Bokashi Life Launches Bokashi Composting – a Kitchen Solution

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Bokashi Life announces the launch of their company, promoting Bokashi composting, an indoor method converting food scraps to soil through fermentation utilizing Effective Microorganisms®.

1-1/2 lb. Organically Grown Tomato

“Growing tasty and healthy vegetables starts with healthy soil. Bokashi composting makes that possible without the need of harmful chemicals and artificial fertilizers”

Bokashi Life launches their company with a solution to food waste. Is it possible that food waste is the most vauable commodity discarded each day? Bokashi Life thinks so.

What happens with food waste, those fruit and veggie skins, banana peelings, egg shells, coffee grounds and expired leftovers? According to the EPA, over 33 million tons of food waste ends up in landfill annually, making it a significant source of greenhouse gassing.

Many municipalities no longer allow food waste to be mixed with household garbage. Some are trying curbside collecting, but these programs have proven to be repugnant with many. There exists a yuck factor in handling the food recycle bucket and the smell can be overwhelming. Imagine keeping a food waste bucket on the patio during a hot summer day while enjoying a family barbeque.

Bokashi Life is promoting a solution with the Japanese word Bokashi, translated as “fermented, organic matter.” Bokashi composting makes it possible to compost all food scraps, including typical no-no items such as meat, fish and dairy through an anaerobic method of fermentation using Effective Microorganisms® so there is no foul smell. Bokashi Composting has become widely popular throughout Asia, Australia, New Zealand and many European countries.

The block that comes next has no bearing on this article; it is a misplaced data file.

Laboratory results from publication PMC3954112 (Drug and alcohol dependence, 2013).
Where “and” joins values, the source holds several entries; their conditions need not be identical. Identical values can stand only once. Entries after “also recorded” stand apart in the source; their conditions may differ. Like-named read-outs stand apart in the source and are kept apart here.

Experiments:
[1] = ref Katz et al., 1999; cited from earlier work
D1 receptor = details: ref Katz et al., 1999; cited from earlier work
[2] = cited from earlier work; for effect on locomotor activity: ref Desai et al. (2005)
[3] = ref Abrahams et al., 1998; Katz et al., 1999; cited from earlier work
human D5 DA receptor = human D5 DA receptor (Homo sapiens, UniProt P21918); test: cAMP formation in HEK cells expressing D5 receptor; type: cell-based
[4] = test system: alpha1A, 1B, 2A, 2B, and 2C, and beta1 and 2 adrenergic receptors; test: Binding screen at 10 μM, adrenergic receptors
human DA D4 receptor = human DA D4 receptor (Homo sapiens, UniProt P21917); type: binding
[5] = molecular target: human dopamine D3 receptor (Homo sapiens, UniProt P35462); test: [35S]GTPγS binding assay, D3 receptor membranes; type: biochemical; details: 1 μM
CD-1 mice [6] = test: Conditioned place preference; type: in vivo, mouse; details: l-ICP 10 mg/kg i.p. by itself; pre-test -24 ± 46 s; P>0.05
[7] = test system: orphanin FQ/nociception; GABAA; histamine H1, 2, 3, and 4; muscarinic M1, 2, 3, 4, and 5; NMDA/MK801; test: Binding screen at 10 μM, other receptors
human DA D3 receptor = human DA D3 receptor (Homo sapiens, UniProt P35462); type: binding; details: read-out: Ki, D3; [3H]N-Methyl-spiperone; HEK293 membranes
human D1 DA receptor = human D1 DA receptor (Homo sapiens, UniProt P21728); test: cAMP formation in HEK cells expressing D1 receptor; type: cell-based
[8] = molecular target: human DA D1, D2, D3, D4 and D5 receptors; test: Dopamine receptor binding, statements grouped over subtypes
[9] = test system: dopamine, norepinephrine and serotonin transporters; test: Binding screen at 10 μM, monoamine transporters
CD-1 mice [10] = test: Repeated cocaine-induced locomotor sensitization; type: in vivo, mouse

What makes it so popular? It’s fast, efficient and emits no foul odors. But most of all, when buried, Bokashi compost infuses the soil with millions of beneficial microbes along with the rich nutrients the food waste provides that are not possible with sterile commercial fertilizers. There is zero loss of energy in the form of methane, carbon or nitrogen as with conventional composting. All the energy is retained in the soil. The special Bokashi bucket also has a drain spigot for draining off nutrient rich compost tea that is an excellent plant food.

Glen and Trudy Pritchard of Columbia City, Oregon made the decision to grow as much of their own food as they can and do so organically without harmful chemicals and artificial fertilizers. “We estimate that we provide our garden with 80 pounds of nutrients a month from our small kitchen. That amounted to almost 1000 pounds last year,” said Pritchard. They have noticed that plants grown with Bokashi composting are healthier and less prone to disease and insects. “Growing tasty and healthy vegetables starts with healthy soil and Bokashi makes that possible.”

Many they have shared with have expressed interest in trying Bokashi. The Pritchards now announce the launch of their company, Bokashi Life. The company supplies through its website the Bokashi Kitchen Composter and other probiotic products. They also share on their blog Bokashi Living, tips on natural living and gardening with Bokashi Composting. Bokashi seems to be one good answer to many problems.

Bokashi Life of Bokashi Industries, LLC is a manufacturer of Bokashi and promotes Bokashi composting, Effective Microorganism Technology® and its applications to revitalize soils without the need for harmful chemicals and artificial fertilizers, minimizing impacts to both environment and health.

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Glen Pritchard
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